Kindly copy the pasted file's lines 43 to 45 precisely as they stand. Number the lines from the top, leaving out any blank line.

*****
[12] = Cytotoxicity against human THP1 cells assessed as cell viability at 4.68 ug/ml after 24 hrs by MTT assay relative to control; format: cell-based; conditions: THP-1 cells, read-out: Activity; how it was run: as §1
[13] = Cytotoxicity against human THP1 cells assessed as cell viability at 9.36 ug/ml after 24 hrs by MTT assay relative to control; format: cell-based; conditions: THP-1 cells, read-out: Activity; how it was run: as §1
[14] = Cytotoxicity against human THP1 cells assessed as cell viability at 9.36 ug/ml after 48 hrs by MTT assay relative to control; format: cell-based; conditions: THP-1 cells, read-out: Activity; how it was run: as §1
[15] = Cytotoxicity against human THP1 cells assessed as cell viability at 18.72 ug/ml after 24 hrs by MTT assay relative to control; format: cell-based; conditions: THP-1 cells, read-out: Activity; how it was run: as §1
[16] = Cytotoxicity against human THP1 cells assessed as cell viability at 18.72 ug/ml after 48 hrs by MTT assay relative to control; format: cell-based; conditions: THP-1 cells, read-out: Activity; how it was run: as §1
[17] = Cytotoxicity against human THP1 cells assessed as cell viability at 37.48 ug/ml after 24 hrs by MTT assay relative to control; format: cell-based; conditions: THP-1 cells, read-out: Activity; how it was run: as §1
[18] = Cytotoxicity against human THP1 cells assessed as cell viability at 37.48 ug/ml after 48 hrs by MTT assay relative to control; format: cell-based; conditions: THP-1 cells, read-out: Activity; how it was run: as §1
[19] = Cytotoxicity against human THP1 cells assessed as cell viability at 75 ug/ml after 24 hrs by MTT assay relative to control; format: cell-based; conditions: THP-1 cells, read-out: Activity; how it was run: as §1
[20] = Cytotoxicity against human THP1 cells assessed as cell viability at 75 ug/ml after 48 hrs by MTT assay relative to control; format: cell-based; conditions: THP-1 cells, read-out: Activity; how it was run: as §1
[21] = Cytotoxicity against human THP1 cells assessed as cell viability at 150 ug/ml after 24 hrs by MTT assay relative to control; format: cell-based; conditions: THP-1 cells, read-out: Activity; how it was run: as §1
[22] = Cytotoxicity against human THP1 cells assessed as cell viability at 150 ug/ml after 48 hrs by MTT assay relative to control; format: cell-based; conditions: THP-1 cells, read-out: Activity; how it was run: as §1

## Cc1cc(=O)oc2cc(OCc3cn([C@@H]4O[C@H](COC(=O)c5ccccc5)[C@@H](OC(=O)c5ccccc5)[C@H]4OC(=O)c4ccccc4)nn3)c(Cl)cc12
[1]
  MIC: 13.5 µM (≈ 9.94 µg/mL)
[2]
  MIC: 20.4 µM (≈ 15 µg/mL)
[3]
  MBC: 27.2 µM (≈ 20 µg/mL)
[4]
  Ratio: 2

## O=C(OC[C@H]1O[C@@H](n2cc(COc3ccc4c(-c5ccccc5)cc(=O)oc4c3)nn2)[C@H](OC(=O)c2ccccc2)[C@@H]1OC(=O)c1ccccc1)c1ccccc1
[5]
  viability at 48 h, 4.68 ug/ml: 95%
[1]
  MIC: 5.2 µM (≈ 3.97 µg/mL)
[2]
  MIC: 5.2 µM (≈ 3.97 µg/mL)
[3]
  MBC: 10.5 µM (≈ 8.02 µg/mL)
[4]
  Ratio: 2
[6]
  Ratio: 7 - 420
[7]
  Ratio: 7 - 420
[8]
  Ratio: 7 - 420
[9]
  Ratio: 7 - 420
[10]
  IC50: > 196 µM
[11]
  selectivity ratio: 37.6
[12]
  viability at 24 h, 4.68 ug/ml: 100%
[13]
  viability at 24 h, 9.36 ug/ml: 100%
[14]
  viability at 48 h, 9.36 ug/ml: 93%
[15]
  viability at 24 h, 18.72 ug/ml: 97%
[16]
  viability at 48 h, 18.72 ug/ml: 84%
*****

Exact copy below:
  selectivity ratio: 37.6
[12]
  viability at 24 h, 4.68 ug/ml: 100%